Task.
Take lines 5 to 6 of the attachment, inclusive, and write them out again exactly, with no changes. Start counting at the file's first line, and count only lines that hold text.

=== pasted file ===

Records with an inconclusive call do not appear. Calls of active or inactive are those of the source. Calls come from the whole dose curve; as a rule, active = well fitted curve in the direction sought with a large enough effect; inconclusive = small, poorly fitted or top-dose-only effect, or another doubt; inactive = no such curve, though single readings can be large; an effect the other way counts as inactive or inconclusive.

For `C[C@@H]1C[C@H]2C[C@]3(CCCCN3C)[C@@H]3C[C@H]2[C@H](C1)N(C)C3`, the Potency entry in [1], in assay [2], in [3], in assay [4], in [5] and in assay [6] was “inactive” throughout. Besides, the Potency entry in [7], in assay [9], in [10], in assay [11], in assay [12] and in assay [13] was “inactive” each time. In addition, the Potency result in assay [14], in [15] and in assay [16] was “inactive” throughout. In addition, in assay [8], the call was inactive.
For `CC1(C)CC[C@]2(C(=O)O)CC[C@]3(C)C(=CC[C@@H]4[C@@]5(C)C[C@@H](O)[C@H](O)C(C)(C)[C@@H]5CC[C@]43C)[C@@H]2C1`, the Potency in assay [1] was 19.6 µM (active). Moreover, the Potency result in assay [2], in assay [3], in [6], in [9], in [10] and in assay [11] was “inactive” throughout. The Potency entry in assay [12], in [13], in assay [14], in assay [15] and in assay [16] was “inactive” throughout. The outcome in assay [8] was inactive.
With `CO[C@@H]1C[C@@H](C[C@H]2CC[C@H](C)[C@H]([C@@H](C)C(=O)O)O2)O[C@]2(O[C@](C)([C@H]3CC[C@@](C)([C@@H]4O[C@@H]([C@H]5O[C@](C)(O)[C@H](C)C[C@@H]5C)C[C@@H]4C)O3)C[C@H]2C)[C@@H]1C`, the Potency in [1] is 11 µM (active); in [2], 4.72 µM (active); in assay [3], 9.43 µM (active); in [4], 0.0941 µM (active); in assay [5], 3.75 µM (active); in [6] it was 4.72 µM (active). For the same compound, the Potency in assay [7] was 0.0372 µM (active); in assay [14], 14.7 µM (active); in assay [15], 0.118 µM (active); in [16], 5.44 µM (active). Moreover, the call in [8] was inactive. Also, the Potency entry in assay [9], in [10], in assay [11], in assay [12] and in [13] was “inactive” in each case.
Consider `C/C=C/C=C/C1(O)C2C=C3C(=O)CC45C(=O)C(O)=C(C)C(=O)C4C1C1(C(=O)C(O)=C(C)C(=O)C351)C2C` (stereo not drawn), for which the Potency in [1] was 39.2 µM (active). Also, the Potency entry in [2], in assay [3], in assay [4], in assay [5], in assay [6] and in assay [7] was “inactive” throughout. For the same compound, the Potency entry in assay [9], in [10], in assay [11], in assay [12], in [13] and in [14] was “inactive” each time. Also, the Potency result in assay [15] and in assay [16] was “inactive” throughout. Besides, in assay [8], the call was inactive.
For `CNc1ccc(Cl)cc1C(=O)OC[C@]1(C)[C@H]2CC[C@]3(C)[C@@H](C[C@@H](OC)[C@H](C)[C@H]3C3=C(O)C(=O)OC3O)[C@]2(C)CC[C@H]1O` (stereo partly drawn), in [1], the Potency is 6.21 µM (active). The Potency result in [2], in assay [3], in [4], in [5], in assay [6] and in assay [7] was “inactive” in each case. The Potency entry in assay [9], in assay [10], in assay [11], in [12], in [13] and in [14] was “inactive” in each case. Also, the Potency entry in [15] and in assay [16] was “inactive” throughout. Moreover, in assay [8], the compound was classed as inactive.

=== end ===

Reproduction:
Consider `C/C=C/C=C/C1(O)C2C=C3C(=O)CC45C(=O)C(O)=C(C)C(=O)C4C1C1(C(=O)C(O)=C(C)C(=O)C351)C2C` (stereo not drawn), for which the Potency in [1] was 39.2 µM (active). Also, the Potency entry in [2], in assay [3], in assay [4], in assay [5], in assay [6] and in assay [7] was “inactive” throughout. For the same compound, the Potency entry in assay [9], in [10], in assay [11], in assay [12], in [13] and in [14] was “inactive” each time. Also, the Potency result in assay [15] and in assay [16] was “inactive” throughout. Besides, in assay [8], the call was inactive.
For `CNc1ccc(Cl)cc1C(=O)OC[C@]1(C)[C@H]2CC[C@]3(C)[C@@H](C[C@@H](OC)[C@H](C)[C@H]3C3=C(O)C(=O)OC3O)[C@]2(C)CC[C@H]1O` (stereo partly drawn), in [1], the Potency is 6.21 µM (active). The Potency result in [2], in assay [3], in [4], in [5], in assay [6] and in assay [7] was “inactive” in each case. The Potency entry in assay [9], in assay [10], in assay [11], in [12], in [13] and in [14] was “inactive” in each case. Also, the Potency entry in [15] and in assay [16] was “inactive” throughout. Moreover, in assay [8], the compound was classed as inactive.